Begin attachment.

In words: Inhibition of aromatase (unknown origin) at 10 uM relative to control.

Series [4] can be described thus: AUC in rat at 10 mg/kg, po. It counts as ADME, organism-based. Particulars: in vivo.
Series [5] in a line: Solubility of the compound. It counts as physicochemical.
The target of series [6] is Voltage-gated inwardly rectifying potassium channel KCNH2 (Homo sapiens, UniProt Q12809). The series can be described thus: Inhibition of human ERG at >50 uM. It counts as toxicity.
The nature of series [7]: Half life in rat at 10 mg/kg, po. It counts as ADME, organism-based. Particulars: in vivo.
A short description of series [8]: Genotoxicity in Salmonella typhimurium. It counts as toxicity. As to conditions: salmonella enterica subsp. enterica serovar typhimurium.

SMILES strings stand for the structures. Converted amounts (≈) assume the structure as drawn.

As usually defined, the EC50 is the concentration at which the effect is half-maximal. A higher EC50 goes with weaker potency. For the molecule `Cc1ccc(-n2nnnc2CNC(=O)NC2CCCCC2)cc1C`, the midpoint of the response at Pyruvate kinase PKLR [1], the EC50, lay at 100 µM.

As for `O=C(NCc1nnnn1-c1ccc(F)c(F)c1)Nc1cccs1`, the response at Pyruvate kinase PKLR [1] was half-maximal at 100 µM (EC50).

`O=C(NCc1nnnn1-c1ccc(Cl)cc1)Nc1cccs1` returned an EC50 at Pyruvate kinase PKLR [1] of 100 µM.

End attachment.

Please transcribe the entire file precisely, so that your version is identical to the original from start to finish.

In words: Inhibition of aromatase (unknown origin) at 10 uM relative to control.

Series [4] can be described thus: AUC in rat at 10 mg/kg, po. It counts as ADME, organism-based. Particulars: in vivo.
Series [5] in a line: Solubility of the compound. It counts as physicochemical.
The target of series [6] is Voltage-gated inwardly rectifying potassium channel KCNH2 (Homo sapiens, UniProt Q12809). The series can be described thus: Inhibition of human ERG at >50 uM. It counts as toxicity.
The nature of series [7]: Half life in rat at 10 mg/kg, po. It counts as ADME, organism-based. Particulars: in vivo.
A short description of series [8]: Genotoxicity in Salmonella typhimurium. It counts as toxicity. As to conditions: salmonella enterica subsp. enterica serovar typhimurium.

SMILES strings stand for the structures. Converted amounts (≈) assume the structure as drawn.

As usually defined, the EC50 is the concentration at which the effect is half-maximal. A higher EC50 goes with weaker potency. For the molecule `Cc1ccc(-n2nnnc2CNC(=O)NC2CCCCC2)cc1C`, the midpoint of the response at Pyruvate kinase PKLR [1], the EC50, lay at 100 µM.

As for `O=C(NCc1nnnn1-c1ccc(F)c(F)c1)Nc1cccs1`, the response at Pyruvate kinase PKLR [1] was half-maximal at 100 µM (EC50).

`O=C(NCc1nnnn1-c1ccc(Cl)cc1)Nc1cccs1` returned an EC50 at Pyruvate kinase PKLR [1] of 100 µM.